To help serve your Easter feast this year in appropriate style, our silver specialists have searched our fantastic collection of silverplate and sterling silver to find carving sets (many with stainless steel blades for durability and ease of maintenance) in exquisite patterns from Oneida, Gorham, International, and others! There are a variety of different 2-piece or 3-piece sets from which to choose, in sizes small and large, in popular patterns like Strasbourg, Buttercup, King Edward, and Melrose – to name just a few.
Since ancient times, the cutting and distribution of meat has been at the center of great feasts. In the great banquet halls of medieval castles, the knife was the most common utensil – many guests would arrive with their own. The carving station was a prized station in the household, presided over by a skilled worker who exhibited civility and good breeding, as well as (one would imagine) a certain degree of showmanship. Carving at the time was an elaborate process, governed by a variety of rules, special knives, and instruction on how to carve each different meat. An entire book dedicated to the art of carving, “Boke of Keruynge,” was published in 1508 by Wynkyn de Worde, and a 1581 text by Vincenzo Cervio, a famed Italian carver of the time, explained how to carve meats as they were held by the fork in midair, in an elaborate tableside show. By the 1700s and 1800s, carving was considered an important skill, one passed down from fathers to sons.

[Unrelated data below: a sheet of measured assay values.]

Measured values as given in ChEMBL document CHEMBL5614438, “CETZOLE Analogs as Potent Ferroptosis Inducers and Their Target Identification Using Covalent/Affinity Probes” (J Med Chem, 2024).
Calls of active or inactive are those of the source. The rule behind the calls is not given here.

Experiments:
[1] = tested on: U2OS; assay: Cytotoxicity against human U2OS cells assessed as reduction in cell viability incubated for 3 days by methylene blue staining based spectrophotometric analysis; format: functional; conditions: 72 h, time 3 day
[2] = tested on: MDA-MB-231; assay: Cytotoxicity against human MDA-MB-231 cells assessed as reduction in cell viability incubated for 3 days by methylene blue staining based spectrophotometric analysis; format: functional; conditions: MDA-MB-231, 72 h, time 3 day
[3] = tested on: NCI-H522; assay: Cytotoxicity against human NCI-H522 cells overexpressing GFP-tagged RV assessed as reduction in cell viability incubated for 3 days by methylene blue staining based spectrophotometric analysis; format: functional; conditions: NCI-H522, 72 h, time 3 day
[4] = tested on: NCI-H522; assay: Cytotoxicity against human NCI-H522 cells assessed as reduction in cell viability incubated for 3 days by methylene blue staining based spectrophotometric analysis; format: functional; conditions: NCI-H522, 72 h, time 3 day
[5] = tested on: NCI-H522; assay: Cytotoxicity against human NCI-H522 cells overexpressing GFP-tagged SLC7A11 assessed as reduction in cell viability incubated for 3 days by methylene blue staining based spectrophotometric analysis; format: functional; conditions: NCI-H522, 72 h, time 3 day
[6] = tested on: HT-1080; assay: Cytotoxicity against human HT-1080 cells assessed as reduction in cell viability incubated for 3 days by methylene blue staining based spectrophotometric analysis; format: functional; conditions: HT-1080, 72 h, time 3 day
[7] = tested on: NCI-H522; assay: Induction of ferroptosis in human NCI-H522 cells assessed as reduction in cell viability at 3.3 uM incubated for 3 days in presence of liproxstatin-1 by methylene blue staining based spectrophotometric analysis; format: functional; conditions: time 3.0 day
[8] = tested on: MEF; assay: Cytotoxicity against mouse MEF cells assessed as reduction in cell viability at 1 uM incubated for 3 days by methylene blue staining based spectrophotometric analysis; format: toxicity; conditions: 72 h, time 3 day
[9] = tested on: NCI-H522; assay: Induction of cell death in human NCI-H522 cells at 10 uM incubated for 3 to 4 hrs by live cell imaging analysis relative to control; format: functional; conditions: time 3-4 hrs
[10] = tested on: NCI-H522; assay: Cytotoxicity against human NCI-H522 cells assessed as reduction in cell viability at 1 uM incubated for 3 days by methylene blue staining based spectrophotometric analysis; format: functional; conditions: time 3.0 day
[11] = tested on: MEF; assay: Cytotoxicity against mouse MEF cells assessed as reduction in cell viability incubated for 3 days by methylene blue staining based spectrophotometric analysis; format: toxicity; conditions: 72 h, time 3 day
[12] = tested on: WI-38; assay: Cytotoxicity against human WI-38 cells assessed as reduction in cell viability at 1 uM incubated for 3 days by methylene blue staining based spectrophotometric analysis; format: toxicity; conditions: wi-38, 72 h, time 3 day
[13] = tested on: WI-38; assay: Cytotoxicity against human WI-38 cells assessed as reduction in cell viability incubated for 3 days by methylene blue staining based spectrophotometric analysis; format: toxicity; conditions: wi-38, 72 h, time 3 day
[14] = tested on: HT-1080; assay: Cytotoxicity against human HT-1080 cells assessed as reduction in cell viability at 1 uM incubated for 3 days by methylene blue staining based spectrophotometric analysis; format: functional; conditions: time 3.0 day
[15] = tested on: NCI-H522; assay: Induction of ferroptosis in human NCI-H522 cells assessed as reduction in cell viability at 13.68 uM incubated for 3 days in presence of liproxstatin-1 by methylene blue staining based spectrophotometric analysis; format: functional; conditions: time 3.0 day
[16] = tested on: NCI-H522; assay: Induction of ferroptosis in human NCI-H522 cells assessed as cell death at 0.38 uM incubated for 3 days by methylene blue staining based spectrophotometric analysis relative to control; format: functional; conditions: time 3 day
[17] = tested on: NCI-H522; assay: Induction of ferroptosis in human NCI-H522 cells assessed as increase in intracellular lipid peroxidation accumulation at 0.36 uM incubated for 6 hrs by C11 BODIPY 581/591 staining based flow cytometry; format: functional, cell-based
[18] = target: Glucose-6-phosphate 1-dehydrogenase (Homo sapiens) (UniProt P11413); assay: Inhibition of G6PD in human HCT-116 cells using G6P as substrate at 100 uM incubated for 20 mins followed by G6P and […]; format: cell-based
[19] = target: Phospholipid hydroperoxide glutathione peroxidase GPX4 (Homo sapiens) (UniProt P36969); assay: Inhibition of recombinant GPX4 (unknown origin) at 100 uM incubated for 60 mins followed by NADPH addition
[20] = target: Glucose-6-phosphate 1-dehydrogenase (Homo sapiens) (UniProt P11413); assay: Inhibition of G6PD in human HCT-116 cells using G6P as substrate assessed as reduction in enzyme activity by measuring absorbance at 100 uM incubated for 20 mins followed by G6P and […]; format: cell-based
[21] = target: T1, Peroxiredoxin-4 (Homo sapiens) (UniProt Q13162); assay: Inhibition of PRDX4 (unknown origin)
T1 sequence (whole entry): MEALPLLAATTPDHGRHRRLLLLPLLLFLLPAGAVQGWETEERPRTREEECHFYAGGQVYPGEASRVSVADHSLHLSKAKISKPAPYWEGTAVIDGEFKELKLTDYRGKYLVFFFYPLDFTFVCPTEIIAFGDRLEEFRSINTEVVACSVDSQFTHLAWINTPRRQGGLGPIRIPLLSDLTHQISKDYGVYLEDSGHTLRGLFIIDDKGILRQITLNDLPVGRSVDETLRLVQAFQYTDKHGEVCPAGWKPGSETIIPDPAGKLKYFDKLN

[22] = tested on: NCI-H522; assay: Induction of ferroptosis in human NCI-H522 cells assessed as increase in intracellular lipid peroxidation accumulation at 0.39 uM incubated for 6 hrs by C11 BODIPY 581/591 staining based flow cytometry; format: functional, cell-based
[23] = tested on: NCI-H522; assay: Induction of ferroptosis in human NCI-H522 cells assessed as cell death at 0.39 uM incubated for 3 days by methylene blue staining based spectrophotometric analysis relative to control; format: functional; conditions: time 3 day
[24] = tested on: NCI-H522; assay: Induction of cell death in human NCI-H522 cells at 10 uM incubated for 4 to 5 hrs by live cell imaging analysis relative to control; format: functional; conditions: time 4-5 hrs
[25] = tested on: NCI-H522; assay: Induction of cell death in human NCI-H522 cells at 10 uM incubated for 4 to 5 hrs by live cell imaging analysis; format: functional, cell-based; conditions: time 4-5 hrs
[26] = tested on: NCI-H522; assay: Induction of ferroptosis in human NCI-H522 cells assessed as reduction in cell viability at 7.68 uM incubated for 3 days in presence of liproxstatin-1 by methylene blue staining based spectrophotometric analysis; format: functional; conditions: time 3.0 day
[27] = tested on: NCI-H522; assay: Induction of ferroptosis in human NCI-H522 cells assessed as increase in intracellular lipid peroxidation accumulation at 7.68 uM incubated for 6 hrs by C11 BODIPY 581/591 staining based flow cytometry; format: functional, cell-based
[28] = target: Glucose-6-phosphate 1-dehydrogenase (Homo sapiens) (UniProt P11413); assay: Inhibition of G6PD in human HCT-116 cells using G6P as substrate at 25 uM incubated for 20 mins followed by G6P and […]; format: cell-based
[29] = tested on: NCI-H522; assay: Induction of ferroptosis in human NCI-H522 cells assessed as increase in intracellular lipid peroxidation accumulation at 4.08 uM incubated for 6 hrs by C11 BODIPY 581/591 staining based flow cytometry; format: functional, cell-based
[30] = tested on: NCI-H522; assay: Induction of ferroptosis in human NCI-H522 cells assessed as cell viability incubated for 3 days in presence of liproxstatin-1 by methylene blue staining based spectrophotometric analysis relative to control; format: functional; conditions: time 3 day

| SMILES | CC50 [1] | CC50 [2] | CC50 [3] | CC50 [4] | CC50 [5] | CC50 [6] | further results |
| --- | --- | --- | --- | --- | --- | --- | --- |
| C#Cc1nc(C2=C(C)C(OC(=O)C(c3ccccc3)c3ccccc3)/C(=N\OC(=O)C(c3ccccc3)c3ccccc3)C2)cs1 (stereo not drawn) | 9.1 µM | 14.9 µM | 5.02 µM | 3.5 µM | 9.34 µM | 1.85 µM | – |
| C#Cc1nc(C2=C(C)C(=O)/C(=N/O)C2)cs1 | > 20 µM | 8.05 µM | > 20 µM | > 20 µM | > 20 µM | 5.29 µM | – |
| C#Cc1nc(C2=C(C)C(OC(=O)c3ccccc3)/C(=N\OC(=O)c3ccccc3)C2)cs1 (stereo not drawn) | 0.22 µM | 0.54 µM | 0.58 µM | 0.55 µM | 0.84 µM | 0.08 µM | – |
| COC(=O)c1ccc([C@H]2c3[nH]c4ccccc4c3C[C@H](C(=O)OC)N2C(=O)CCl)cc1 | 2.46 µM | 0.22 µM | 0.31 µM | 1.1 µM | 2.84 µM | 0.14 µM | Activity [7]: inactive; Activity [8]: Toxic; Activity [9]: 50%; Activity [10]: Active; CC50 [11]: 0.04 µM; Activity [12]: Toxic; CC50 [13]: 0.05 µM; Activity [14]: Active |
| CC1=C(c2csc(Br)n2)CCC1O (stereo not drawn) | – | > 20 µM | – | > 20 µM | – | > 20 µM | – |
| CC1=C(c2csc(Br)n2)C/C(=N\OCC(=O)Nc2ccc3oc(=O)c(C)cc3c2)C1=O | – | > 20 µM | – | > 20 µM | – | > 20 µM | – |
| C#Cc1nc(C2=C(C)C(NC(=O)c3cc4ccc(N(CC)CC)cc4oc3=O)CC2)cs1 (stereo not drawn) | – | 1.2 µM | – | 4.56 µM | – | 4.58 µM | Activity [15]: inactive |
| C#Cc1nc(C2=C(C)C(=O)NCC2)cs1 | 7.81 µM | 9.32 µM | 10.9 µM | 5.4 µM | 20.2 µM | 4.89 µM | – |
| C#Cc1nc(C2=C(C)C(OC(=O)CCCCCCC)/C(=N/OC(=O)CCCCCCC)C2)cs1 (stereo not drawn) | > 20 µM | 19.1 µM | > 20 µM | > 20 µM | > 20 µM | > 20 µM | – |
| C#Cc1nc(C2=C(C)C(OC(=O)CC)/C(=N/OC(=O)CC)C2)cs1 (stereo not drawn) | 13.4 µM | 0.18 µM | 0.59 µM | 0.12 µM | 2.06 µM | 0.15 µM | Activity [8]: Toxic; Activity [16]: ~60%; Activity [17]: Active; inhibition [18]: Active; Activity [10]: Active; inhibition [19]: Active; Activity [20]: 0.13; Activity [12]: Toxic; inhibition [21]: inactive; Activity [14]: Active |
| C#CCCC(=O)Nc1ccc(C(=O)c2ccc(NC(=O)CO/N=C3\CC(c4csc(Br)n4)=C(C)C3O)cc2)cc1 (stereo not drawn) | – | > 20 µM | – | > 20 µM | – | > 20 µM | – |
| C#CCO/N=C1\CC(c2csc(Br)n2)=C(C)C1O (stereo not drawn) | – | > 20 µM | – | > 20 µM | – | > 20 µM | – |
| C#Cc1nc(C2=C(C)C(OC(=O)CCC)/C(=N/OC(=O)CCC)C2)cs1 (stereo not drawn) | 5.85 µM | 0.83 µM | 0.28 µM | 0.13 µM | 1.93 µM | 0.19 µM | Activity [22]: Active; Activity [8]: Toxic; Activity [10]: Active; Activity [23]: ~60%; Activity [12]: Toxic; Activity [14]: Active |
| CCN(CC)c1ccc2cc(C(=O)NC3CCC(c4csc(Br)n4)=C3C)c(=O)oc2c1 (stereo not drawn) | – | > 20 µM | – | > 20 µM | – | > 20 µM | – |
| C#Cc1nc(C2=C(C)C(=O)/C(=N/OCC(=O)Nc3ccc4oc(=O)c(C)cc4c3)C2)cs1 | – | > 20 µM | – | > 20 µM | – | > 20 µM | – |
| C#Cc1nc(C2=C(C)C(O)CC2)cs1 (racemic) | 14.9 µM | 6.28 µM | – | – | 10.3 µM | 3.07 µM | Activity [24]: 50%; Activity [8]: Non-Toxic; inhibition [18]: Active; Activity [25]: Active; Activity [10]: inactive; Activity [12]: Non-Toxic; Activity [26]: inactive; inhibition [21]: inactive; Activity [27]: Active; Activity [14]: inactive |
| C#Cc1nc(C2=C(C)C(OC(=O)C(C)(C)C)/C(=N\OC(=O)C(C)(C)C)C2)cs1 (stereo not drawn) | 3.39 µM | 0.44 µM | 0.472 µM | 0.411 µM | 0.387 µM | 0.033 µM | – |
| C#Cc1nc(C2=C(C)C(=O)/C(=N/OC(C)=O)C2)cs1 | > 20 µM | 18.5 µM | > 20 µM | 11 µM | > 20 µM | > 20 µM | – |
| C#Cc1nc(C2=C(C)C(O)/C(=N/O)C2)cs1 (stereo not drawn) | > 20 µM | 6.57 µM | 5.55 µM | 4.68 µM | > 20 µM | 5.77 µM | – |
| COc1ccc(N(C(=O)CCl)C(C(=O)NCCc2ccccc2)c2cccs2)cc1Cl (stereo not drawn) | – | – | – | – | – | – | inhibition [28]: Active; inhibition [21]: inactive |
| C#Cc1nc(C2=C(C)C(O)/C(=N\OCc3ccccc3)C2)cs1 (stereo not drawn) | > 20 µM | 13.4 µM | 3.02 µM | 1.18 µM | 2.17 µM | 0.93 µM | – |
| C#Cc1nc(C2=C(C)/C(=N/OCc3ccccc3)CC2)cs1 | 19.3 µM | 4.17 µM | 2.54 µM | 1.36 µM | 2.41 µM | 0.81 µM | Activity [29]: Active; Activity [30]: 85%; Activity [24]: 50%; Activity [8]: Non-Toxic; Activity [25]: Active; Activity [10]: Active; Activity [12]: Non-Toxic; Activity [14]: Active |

As meals became more informal during the nineteenth century, the importance placed on the art of carving began to wane. It became an acceptable practice to carve while sitting down, and the duties of carving shifted from the “head” of the household to others. By the mid-nineteenth century, as the practice of “service a la francaise” (where every item of a particular service was brought to the table at once) was replaced with “service a la russe” (in which food items were precut and plated before coming to the table), the responsibility of carving passed from the host to the kitchen staff. Still, the head of the house was expected to employ a certain degree of carving aptitude at informal gatherings. A 1908 text on etiquette states: “At a formal dinner, all carving will have been done outside of the dining room. At an informal, or family dinner, where the food is placed upon the table, the host is expected to attend to the carving, the acquisition of which art is most desirable by every gentleman. The carving knife should be well sharpened in advance. The carver naturally becomes the helper, and he should indicate for whom he destines the first plate, having previously asked what cut is preferred.”
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